Did you ever work with an incubator in your high school Biology class? You might have used it to grow bacteria but what’s important to understand is that the role of an incubator is to take something small and undeveloped and make it larger and more organized.
If you’re an entrepreneur and your business startup is in the planning stages or very close to launch, you might benefit from a startup incubator.
Here’s how they work: Because you’re new, you’re probably lacking the resources you need to grow. Resources like money, expertise, networking, access to advanced tools that help you analyze your business, and a lot of education to help you become an expert entrepreneur are just a few ways that an incubator can help your business.
In exchange for these resources, the incubator usually asks for a small stake in your company. The percentage they ask for is usually much less than a venture capitalist would want making this a perfect resource at a time when other funding options are likely not available to your company.
Incubators aren’t just for startups that haven’t launched. Existing companies can apply to be a part of an incubator too. American Express tells the story of Mike Onghai, the founder of AppAddictive. AppAddictive, is a company that helps businesses acquire customers through their Facebook powered app.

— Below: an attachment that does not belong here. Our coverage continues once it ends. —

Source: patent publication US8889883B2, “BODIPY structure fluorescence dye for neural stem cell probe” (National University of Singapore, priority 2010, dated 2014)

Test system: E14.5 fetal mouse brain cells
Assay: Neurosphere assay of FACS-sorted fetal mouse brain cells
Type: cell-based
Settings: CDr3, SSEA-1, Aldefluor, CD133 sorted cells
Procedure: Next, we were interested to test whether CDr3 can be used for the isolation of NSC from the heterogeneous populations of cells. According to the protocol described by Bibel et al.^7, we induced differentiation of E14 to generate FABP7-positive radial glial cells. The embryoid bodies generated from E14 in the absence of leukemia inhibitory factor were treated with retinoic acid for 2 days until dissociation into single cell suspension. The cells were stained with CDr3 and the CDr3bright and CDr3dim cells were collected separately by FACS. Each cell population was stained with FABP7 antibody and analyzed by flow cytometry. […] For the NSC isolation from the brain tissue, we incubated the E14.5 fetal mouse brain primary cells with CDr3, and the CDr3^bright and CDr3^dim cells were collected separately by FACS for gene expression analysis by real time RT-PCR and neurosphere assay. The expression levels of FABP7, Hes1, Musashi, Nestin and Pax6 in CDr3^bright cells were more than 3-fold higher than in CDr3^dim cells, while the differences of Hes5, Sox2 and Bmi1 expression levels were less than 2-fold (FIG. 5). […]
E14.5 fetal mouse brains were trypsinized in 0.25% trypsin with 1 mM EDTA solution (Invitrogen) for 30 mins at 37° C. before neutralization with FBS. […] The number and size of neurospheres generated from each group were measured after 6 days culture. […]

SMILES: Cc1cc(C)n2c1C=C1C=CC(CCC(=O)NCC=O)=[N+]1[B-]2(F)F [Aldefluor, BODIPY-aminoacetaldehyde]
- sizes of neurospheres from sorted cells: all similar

Onghai gave up a lucrative job at a hedge fund to join one of the top small business incubators in the county. His company already had 50 million users but needed to transform his company in to a more investor-friendly operation. Because of his incubator experience, AppAddictive just secured a $1.2 million injection of seed funding.
How to Find
Some states have listings of business incubators but one of the best resources is the National Business Incubation Association. Their site has a search feature that allows entrepreneurs to search for incubators in their state. You can find that page here.
Some incubators are better than others making proper due diligence of each, a necessity.
Business incubators present a unique opportunity to selected small businesses that give the entrepreneur substantial access to resources they would otherwise not have without significant cost. Incubators will often ask for a percentage of the company in exchange for these resources making incubators inappropriate for businesses that either don’t have the structure or don’t want to give up any control.
For some entrepreneurs, the United States Small Business Administration may be the best place to find resources without having to give up a piece of their business.